Pityriasis Rosea Care Instructions

Pityriasis Rosea: After Your Child's Visit

Your Care Instructions

Pityriasis rosea is a harmless skin rash. It usually starts as one scaly, reddish-pink spot on the stomach or back. Days or weeks later, more spots appear. The rash may itch, but it will not spread to other people.

No one knows what causes pityriasis rosea. Some doctors believe it is a reaction to a virus.

Pityriasis rosea is most common in children and young adults. It lasts 1 to 3 months and then goes away on its own. Medicine can help relieve any itching.

Follow-up care is a key part of your child's treatment and safety. Be sure to make and go to all appointments, and call your doctor if your child is having problems. It's also a good idea to know your child's test results and keep a list of the medicines your child takes.

How can you care for your child at home?

  • If the doctor gave your child a prescription medicine, use it exactly as prescribed. Call your doctor if you think your child is having a problem with his or her medicine.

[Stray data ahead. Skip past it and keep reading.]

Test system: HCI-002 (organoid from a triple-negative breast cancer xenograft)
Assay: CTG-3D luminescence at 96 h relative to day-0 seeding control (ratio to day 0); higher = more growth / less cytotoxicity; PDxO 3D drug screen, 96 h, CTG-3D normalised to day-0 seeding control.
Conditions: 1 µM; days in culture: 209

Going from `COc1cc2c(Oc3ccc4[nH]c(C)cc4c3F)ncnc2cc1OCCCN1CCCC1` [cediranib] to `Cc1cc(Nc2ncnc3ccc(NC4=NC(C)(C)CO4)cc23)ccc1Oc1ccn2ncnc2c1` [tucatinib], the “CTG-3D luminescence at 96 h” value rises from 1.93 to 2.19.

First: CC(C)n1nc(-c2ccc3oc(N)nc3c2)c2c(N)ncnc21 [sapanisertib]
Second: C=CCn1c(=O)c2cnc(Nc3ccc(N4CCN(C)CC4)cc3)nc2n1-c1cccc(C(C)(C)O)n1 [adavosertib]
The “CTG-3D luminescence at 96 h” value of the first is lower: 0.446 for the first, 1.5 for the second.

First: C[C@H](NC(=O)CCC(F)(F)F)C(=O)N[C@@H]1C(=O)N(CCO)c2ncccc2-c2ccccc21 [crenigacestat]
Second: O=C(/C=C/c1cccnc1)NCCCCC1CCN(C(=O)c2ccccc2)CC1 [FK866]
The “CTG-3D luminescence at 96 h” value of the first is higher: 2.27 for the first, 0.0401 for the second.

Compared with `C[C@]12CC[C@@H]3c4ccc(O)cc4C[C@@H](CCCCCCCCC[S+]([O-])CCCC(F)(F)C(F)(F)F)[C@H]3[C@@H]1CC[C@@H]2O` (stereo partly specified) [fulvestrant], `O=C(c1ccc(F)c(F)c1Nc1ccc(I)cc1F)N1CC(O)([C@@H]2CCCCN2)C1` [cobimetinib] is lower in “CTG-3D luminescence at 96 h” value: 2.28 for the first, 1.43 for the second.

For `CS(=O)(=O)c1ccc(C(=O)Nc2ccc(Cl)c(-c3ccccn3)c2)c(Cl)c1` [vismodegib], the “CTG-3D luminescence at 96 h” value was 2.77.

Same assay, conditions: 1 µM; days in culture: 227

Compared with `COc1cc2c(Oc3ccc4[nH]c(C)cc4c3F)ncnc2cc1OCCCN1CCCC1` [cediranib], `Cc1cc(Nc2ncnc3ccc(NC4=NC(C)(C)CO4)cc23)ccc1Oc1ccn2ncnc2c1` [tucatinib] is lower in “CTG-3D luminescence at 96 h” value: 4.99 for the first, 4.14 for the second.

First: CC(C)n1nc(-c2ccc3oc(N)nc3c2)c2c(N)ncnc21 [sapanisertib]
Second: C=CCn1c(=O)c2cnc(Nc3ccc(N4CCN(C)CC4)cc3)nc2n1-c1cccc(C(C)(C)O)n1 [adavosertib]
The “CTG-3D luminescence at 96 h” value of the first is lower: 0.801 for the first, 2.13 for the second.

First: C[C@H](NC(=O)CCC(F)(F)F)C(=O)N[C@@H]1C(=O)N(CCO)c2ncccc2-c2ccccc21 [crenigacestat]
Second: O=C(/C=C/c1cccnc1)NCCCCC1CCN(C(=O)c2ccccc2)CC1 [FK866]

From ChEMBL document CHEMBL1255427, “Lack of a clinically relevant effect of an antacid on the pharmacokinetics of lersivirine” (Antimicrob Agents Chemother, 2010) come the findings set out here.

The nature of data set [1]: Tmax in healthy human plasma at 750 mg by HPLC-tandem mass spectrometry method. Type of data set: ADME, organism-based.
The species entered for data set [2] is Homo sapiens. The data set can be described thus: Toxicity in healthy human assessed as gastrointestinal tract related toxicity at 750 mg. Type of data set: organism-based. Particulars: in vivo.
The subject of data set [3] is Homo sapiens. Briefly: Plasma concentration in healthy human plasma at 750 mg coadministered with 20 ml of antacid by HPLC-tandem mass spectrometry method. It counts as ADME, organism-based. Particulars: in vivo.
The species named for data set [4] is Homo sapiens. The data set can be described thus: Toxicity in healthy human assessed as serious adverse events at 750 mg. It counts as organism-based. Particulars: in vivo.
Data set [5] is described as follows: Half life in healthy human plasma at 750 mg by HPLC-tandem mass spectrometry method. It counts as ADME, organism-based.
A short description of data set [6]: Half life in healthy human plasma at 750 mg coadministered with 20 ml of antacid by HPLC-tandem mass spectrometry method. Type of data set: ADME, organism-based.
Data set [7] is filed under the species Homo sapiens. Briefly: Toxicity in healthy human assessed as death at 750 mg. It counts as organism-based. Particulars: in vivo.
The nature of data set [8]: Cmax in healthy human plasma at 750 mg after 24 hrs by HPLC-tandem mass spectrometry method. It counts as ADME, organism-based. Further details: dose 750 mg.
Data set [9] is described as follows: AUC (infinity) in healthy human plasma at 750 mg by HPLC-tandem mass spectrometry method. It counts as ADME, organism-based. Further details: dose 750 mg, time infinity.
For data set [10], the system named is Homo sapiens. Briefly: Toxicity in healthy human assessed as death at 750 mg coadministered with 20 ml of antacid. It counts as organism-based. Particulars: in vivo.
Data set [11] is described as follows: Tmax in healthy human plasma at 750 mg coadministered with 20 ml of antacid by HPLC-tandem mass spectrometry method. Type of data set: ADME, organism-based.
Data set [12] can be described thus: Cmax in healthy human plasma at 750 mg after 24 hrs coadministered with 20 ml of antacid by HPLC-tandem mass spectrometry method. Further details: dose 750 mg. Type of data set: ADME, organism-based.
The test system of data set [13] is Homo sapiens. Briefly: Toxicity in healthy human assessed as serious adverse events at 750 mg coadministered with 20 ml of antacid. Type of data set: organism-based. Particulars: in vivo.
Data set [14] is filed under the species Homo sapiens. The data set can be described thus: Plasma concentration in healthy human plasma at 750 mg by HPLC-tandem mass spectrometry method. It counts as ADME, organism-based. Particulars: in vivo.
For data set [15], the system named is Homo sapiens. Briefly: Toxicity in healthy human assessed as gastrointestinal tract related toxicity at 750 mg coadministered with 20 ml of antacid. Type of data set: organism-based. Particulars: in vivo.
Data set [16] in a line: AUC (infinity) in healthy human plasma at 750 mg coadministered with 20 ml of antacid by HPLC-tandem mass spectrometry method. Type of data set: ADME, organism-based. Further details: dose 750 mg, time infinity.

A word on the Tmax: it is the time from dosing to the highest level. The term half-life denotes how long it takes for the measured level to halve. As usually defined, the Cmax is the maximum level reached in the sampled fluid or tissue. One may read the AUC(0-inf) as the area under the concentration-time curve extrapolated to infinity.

• Expose your child's skin to small amounts of sunlight, but avoid sunburn. Sunlight can lessen the rash.
  • Use a mild soap, such as Dove or Cetaphil, when you wash your child's skin.
  • Try an oatmeal bath. Wrap 1 cup of oatmeal in a cotton cloth and boil it as if you were cooking it. Use this as a sponge when your child bathes. Or give your child a bath with an anti-itch soap such as Aveeno Colloidal Oatmeal soap. But keep in mind that a hot bath or shower may make the rash more visible and itchy.
  • Use an over-the-counter 1% hydrocortisone cream for small itchy areas.

When should you call for help?

Call your doctor now or seek immediate medical care if:

  • Your child's whole body itches, but there is no obvious rash or other cause.
  • The itching is so bad that your child cannot sleep.
  • Your home treatment does not help.
  • The skin is badly broken from scratching.
  • Your child has signs of infection, such as:
    • Increased pain, swelling, warmth, or redness.
    • Red streaks near the rash.
    • Pus draining from the rash.
    • A fever.
  • You see the rash on the palms of the hands or the soles of the feet.

Watch closely for changes in your child's health, and be sure to contact your doctor if:

  • Your child does not get better as expected.

Care instructions adapted under license by Slm. This care instruction is for use with your licensed healthcare professional. If you have questions about a medical condition or this instruction, always ask your healthcare professional. Healthwise, Incorporated disclaims any warranty or liability for your use of this information.